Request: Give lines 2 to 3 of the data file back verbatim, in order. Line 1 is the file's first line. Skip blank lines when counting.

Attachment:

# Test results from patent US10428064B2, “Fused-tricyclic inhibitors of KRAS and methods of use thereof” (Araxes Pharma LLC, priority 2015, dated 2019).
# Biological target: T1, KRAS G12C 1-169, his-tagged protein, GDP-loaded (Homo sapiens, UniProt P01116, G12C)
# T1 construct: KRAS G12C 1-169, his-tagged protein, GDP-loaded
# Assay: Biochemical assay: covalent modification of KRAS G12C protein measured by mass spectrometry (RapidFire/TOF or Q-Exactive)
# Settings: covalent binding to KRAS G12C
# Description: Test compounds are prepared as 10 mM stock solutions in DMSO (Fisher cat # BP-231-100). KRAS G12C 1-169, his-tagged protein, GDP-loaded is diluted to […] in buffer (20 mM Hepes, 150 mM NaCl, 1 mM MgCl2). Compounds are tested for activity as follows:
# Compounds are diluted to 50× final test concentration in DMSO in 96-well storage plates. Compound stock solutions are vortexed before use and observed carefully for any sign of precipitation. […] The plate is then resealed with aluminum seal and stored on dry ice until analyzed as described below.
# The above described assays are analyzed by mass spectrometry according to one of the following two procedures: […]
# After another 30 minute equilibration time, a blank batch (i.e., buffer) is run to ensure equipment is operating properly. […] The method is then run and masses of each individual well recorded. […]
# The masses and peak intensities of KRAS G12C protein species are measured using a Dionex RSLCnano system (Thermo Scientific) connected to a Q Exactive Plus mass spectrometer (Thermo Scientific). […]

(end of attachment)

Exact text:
# Biological target: T1, KRAS G12C 1-169, his-tagged protein, GDP-loaded (Homo sapiens, UniProt P01116, G12C)
# T1 construct: KRAS G12C 1-169, his-tagged protein, GDP-loaded